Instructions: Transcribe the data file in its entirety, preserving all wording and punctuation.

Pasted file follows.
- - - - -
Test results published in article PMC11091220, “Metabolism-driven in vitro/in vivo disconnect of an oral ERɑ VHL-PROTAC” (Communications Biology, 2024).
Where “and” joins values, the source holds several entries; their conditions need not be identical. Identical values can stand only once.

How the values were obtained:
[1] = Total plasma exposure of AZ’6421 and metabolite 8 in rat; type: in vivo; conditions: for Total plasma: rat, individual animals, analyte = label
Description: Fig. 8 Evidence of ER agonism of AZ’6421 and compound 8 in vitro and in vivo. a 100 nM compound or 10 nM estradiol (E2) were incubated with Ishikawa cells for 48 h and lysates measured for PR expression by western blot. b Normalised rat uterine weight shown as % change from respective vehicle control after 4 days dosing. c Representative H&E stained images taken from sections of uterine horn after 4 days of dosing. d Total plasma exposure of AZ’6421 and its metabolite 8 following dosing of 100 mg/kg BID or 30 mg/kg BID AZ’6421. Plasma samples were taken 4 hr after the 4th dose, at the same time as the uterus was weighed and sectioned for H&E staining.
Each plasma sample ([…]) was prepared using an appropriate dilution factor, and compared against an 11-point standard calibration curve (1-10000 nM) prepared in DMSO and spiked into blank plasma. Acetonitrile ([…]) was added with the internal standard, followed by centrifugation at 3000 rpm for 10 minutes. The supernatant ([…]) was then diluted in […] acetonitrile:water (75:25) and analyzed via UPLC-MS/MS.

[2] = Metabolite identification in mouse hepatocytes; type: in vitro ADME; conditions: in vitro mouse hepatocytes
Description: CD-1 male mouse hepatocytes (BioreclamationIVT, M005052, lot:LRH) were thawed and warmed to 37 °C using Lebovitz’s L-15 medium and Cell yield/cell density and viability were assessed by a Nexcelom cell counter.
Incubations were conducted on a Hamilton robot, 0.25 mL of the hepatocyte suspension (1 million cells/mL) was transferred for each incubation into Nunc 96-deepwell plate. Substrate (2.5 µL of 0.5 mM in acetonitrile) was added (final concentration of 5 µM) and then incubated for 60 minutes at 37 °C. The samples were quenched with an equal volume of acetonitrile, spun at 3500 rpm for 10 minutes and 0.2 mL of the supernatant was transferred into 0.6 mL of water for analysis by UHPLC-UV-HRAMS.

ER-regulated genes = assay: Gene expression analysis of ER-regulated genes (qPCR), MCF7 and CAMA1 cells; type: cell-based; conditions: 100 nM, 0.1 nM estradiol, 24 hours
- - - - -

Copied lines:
Test results published in article PMC11091220, “Metabolism-driven in vitro/in vivo disconnect of an oral ERɑ VHL-PROTAC” (Communications Biology, 2024).
Where “and” joins values, the source holds several entries; their conditions need not be identical. Identical values can stand only once.

How the values were obtained:
[1] = Total plasma exposure of AZ’6421 and metabolite 8 in rat; type: in vivo; conditions: for Total plasma: rat, individual animals, analyte = label
Description: Fig. 8 Evidence of ER agonism of AZ’6421 and compound 8 in vitro and in vivo. a 100 nM compound or 10 nM estradiol (E2) were incubated with Ishikawa cells for 48 h and lysates measured for PR expression by western blot. b Normalised rat uterine weight shown as % change from respective vehicle control after 4 days dosing. c Representative H&E stained images taken from sections of uterine horn after 4 days of dosing. d Total plasma exposure of AZ’6421 and its metabolite 8 following dosing of 100 mg/kg BID or 30 mg/kg BID AZ’6421. Plasma samples were taken 4 hr after the 4th dose, at the same time as the uterus was weighed and sectioned for H&E staining.
Each plasma sample ([…]) was prepared using an appropriate dilution factor, and compared against an 11-point standard calibration curve (1-10000 nM) prepared in DMSO and spiked into blank plasma. Acetonitrile ([…]) was added with the internal standard, followed by centrifugation at 3000 rpm for 10 minutes. The supernatant ([…]) was then diluted in […] acetonitrile:water (75:25) and analyzed via UPLC-MS/MS.

[2] = Metabolite identification in mouse hepatocytes; type: in vitro ADME; conditions: in vitro mouse hepatocytes
Description: CD-1 male mouse hepatocytes (BioreclamationIVT, M005052, lot:LRH) were thawed and warmed to 37 °C using Lebovitz’s L-15 medium and Cell yield/cell density and viability were assessed by a Nexcelom cell counter.
Incubations were conducted on a Hamilton robot, 0.25 mL of the hepatocyte suspension (1 million cells/mL) was transferred for each incubation into Nunc 96-deepwell plate. Substrate (2.5 µL of 0.5 mM in acetonitrile) was added (final concentration of 5 µM) and then incubated for 60 minutes at 37 °C. The samples were quenched with an equal volume of acetonitrile, spun at 3500 rpm for 10 minutes and 0.2 mL of the supernatant was transferred into 0.6 mL of water for analysis by UHPLC-UV-HRAMS.

ER-regulated genes = assay: Gene expression analysis of ER-regulated genes (qPCR), MCF7 and CAMA1 cells; type: cell-based; conditions: 100 nM, 0.1 nM estradiol, 24 hours